Two Cases, One Issue

Case #1: The other day I met with a client who is a designer.  They were about to send out an email and asked my opinion on the wording.

The person they were reaching out to asked them to provide / create 5 samples of a logo and then if they (the potential client) liked one of them, they would buy it.  My client was a little disturbed because they were being asked to do speculative work.  He was ready to send out a nasty gram, when I stepped in.

Case #2: When I was heading to CES I decided to get a shared van instead of dealing with the hassle of driving and parking at the airport.  The guy picked me up and he let me know we had to pick one other person.

When he reached the apartment complex of the lady he was picking up, he realized that he only had a garage number and not an actual building number (the complex signs guide you by building number and not by garage number).  He called his dispatch and asked if they could contact the lady and get a building instead of a garage number.

After a few minutes of not hearing from dispatch he called back and asked again for them to call the passenger.  Dispatch let him know that they were on the phone with the lady and she just kept giving the garage number instead of the building number.  The driver got frustrated and decided to scream out, “That lady is a freaking moron!  She’s an idiot.”  He did finally figure out the location of the lady and picked her up. 

World View

In both cases there was only one problem; a difference in world view.  Or I should say, a lack of understanding the others world view. 

Case#1: Before my client sent that email, I reminded them that the person who made the request is probably clueless to how their process works and the actual work that it would take to accomplish what he was asking and all for a, “Maybe I’ll do business with you.”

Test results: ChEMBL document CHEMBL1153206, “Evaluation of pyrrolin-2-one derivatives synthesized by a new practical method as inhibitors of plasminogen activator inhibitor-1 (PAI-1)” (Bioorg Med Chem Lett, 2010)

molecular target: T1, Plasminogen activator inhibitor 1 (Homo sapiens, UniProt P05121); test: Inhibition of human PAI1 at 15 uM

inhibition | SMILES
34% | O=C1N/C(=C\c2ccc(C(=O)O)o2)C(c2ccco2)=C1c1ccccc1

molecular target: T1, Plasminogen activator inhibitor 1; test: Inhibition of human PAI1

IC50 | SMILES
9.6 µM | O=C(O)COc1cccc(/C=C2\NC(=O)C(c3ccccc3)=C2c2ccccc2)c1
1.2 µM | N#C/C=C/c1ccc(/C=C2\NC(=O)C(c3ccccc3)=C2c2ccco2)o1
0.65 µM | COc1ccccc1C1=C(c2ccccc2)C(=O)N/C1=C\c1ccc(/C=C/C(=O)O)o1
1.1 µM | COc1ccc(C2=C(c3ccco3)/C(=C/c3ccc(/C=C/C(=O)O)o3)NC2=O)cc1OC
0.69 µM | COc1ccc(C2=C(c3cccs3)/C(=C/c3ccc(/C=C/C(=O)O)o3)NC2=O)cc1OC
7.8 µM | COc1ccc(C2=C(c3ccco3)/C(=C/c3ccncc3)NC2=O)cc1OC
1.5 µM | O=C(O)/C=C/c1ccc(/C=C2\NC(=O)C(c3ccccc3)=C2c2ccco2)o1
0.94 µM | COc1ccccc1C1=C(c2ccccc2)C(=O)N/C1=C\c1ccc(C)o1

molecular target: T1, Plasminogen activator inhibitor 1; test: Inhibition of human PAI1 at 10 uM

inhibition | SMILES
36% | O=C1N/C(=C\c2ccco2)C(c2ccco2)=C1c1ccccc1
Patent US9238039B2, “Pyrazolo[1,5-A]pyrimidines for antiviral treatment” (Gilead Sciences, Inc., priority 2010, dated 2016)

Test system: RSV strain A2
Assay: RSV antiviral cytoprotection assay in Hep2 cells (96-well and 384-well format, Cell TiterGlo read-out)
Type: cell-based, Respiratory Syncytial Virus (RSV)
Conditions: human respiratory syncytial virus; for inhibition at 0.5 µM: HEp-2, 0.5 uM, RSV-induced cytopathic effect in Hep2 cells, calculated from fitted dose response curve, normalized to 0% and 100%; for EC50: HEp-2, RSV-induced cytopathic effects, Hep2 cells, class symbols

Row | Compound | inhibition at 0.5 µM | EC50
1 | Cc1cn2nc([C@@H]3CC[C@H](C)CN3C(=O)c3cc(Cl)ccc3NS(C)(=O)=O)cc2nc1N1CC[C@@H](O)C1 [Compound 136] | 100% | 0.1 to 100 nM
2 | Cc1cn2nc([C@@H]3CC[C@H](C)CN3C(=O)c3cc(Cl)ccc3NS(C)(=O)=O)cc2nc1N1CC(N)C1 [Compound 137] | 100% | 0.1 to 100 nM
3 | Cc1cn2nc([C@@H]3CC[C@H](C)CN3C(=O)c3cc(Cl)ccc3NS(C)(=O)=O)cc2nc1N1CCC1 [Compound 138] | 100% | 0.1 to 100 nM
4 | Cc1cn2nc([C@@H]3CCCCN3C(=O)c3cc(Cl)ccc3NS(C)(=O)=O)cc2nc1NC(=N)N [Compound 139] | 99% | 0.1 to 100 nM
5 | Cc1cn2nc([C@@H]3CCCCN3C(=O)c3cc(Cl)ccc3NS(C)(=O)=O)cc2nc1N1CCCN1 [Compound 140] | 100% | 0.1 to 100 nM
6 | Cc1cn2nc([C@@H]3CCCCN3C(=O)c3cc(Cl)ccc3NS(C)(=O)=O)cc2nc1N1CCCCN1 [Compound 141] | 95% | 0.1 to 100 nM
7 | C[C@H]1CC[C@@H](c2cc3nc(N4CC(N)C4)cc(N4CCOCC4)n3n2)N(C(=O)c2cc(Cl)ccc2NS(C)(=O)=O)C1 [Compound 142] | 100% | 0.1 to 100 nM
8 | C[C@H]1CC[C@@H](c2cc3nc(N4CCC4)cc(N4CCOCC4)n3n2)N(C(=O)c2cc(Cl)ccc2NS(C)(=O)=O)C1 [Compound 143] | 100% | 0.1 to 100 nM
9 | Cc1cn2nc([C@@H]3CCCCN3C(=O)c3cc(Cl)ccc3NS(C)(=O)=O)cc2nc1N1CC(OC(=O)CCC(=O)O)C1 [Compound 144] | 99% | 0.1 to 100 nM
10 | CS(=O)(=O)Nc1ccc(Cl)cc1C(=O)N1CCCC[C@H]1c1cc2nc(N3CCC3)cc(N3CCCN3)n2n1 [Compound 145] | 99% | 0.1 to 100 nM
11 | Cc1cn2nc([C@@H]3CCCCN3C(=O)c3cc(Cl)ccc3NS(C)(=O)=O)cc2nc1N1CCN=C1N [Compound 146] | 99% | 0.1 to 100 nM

Luckily, we were meeting that day and had a chance to talk.  I let him know that the guy he is responding to doesn’t know his process and probably doesn’t care.  The burden is on the seller to help the buyer understand how they do business.  

The email was edited to remove the snarky tone and instead provide a clear, non-emotional response that in essence said, “Thanks for the opportunity, that’s not how I usually work; but I’d be more than happy to provide you as many samples as requested if we decide to work together.”

Case #2: In the case of my driver, I clearly saw how all this mess could have been prevented if he just took a moment to consider the ladies world view and then proceeded to troubleshoot.  

What could have been done?  Instead of  calling your client an idiot, understand that there may be a reason why she is using the garage number instead of the apartment building number–maybe she doesn’t want you to know where she lives creep.  But that is here nor there.  The driver could have helped the lady and the dispatch understand his worldview by saying something like this,

“The apartment complex signs only point to apartment building numbers and not garage numbers.  Can you please provide me the closet apartment building number so I can pick you up.”  DONE!

In the End

Start by thinking more about the other party and things will go much smoother.  Remember, you already know what you want to accomplish, but the other party doesn’t have the slightest idea unless you tell them.  And you won’t know what they want unless you ask them.

Do you have story about world view mix up?  I’d love to hear it. 

As always, my goal is to help you Run The Point (take action) from where you are, with what you have.

Mike Ambassador Bruny
Mike Ambassador Bruny

I have a deep desire to help spread entrepreneurial thinking as the solutions to many of our problems today. I am a project kind of guy who loves to get things started. When I'm not in search of contract work (projects) that I can do during the nights and weekends I can be found working as a mild mannered Digital Content Manager for Babson Executive Education.